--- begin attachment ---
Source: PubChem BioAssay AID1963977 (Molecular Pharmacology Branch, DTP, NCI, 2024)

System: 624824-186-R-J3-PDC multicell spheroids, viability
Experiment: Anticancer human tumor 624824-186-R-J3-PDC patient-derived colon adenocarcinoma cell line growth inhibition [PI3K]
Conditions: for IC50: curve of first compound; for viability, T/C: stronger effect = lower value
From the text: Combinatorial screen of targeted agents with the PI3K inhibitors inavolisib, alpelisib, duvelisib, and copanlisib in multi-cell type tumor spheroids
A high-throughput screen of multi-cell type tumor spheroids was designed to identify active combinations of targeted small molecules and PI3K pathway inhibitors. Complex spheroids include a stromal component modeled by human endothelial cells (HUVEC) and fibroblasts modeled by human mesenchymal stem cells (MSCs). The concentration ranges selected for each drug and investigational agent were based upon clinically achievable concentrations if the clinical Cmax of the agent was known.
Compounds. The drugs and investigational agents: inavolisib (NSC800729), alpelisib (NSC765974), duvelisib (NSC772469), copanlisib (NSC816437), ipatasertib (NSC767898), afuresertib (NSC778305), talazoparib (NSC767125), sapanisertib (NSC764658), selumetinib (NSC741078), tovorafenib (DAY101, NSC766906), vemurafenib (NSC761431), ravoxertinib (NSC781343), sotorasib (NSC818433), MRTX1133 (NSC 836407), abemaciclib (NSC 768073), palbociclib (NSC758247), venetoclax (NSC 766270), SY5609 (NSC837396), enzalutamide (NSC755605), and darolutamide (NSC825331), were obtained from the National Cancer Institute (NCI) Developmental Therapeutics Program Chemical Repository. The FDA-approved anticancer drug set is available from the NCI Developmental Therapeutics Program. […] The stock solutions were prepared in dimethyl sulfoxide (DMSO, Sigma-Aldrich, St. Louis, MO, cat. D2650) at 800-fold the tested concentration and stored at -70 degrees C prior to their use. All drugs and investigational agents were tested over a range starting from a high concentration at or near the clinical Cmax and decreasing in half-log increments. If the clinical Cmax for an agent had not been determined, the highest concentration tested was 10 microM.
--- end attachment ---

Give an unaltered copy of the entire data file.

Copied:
Source: PubChem BioAssay AID1963977 (Molecular Pharmacology Branch, DTP, NCI, 2024)

System: 624824-186-R-J3-PDC multicell spheroids, viability
Experiment: Anticancer human tumor 624824-186-R-J3-PDC patient-derived colon adenocarcinoma cell line growth inhibition [PI3K]
Conditions: for IC50: curve of first compound; for viability, T/C: stronger effect = lower value
From the text: Combinatorial screen of targeted agents with the PI3K inhibitors inavolisib, alpelisib, duvelisib, and copanlisib in multi-cell type tumor spheroids
A high-throughput screen of multi-cell type tumor spheroids was designed to identify active combinations of targeted small molecules and PI3K pathway inhibitors. Complex spheroids include a stromal component modeled by human endothelial cells (HUVEC) and fibroblasts modeled by human mesenchymal stem cells (MSCs). The concentration ranges selected for each drug and investigational agent were based upon clinically achievable concentrations if the clinical Cmax of the agent was known.
Compounds. The drugs and investigational agents: inavolisib (NSC800729), alpelisib (NSC765974), duvelisib (NSC772469), copanlisib (NSC816437), ipatasertib (NSC767898), afuresertib (NSC778305), talazoparib (NSC767125), sapanisertib (NSC764658), selumetinib (NSC741078), tovorafenib (DAY101, NSC766906), vemurafenib (NSC761431), ravoxertinib (NSC781343), sotorasib (NSC818433), MRTX1133 (NSC 836407), abemaciclib (NSC 768073), palbociclib (NSC758247), venetoclax (NSC 766270), SY5609 (NSC837396), enzalutamide (NSC755605), and darolutamide (NSC825331), were obtained from the National Cancer Institute (NCI) Developmental Therapeutics Program Chemical Repository. The FDA-approved anticancer drug set is available from the NCI Developmental Therapeutics Program. […] The stock solutions were prepared in dimethyl sulfoxide (DMSO, Sigma-Aldrich, St. Louis, MO, cat. D2650) at 800-fold the tested concentration and stored at -70 degrees C prior to their use. All drugs and investigational agents were tested over a range starting from a high concentration at or near the clinical Cmax and decreasing in half-log increments. If the clinical Cmax for an agent had not been determined, the highest concentration tested was 10 microM.